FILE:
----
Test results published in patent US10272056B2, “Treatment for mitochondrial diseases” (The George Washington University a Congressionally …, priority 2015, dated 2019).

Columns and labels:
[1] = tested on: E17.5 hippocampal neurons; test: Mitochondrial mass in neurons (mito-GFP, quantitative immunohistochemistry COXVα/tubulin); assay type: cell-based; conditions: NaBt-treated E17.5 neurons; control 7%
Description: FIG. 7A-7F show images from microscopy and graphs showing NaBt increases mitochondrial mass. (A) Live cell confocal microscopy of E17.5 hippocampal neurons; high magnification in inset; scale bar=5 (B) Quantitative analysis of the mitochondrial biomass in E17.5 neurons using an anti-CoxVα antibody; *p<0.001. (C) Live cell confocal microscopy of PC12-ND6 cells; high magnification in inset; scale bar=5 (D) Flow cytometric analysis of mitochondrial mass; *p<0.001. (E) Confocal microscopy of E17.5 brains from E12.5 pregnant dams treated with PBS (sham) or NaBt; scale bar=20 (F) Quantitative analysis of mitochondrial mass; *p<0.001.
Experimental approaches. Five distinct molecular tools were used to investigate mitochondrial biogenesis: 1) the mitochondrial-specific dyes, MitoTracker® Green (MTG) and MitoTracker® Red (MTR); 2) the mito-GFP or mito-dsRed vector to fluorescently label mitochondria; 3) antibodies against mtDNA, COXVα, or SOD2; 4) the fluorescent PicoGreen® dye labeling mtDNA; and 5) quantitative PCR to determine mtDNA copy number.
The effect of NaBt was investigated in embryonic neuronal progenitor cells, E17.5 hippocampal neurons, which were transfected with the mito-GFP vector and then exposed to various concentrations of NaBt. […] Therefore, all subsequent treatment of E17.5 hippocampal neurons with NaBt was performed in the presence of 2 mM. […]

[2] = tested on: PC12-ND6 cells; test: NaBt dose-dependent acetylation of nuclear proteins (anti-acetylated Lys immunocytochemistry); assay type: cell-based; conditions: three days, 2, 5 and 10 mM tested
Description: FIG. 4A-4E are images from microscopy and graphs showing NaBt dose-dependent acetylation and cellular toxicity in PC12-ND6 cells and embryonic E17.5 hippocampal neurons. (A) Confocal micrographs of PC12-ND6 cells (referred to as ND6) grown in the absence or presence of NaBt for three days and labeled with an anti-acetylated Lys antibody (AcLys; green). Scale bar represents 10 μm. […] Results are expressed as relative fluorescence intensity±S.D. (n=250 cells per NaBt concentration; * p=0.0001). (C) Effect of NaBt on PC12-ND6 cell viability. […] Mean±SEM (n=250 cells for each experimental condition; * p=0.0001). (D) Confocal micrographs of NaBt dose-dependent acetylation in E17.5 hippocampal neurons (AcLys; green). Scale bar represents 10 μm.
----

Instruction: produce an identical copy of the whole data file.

Test results published in patent US10272056B2, “Treatment for mitochondrial diseases” (The George Washington University a Congressionally …, priority 2015, dated 2019).

Columns and labels:
[1] = tested on: E17.5 hippocampal neurons; test: Mitochondrial mass in neurons (mito-GFP, quantitative immunohistochemistry COXVα/tubulin); assay type: cell-based; conditions: NaBt-treated E17.5 neurons; control 7%
Description: FIG. 7A-7F show images from microscopy and graphs showing NaBt increases mitochondrial mass. (A) Live cell confocal microscopy of E17.5 hippocampal neurons; high magnification in inset; scale bar=5 (B) Quantitative analysis of the mitochondrial biomass in E17.5 neurons using an anti-CoxVα antibody; *p<0.001. (C) Live cell confocal microscopy of PC12-ND6 cells; high magnification in inset; scale bar=5 (D) Flow cytometric analysis of mitochondrial mass; *p<0.001. (E) Confocal microscopy of E17.5 brains from E12.5 pregnant dams treated with PBS (sham) or NaBt; scale bar=20 (F) Quantitative analysis of mitochondrial mass; *p<0.001.
Experimental approaches. Five distinct molecular tools were used to investigate mitochondrial biogenesis: 1) the mitochondrial-specific dyes, MitoTracker® Green (MTG) and MitoTracker® Red (MTR); 2) the mito-GFP or mito-dsRed vector to fluorescently label mitochondria; 3) antibodies against mtDNA, COXVα, or SOD2; 4) the fluorescent PicoGreen® dye labeling mtDNA; and 5) quantitative PCR to determine mtDNA copy number.
The effect of NaBt was investigated in embryonic neuronal progenitor cells, E17.5 hippocampal neurons, which were transfected with the mito-GFP vector and then exposed to various concentrations of NaBt. […] Therefore, all subsequent treatment of E17.5 hippocampal neurons with NaBt was performed in the presence of 2 mM. […]

[2] = tested on: PC12-ND6 cells; test: NaBt dose-dependent acetylation of nuclear proteins (anti-acetylated Lys immunocytochemistry); assay type: cell-based; conditions: three days, 2, 5 and 10 mM tested
Description: FIG. 4A-4E are images from microscopy and graphs showing NaBt dose-dependent acetylation and cellular toxicity in PC12-ND6 cells and embryonic E17.5 hippocampal neurons. (A) Confocal micrographs of PC12-ND6 cells (referred to as ND6) grown in the absence or presence of NaBt for three days and labeled with an anti-acetylated Lys antibody (AcLys; green). Scale bar represents 10 μm. […] Results are expressed as relative fluorescence intensity±S.D. (n=250 cells per NaBt concentration; * p=0.0001). (C) Effect of NaBt on PC12-ND6 cell viability. […] Mean±SEM (n=250 cells for each experimental condition; * p=0.0001). (D) Confocal micrographs of NaBt dose-dependent acetylation in E17.5 hippocampal neurons (AcLys; green). Scale bar represents 10 μm.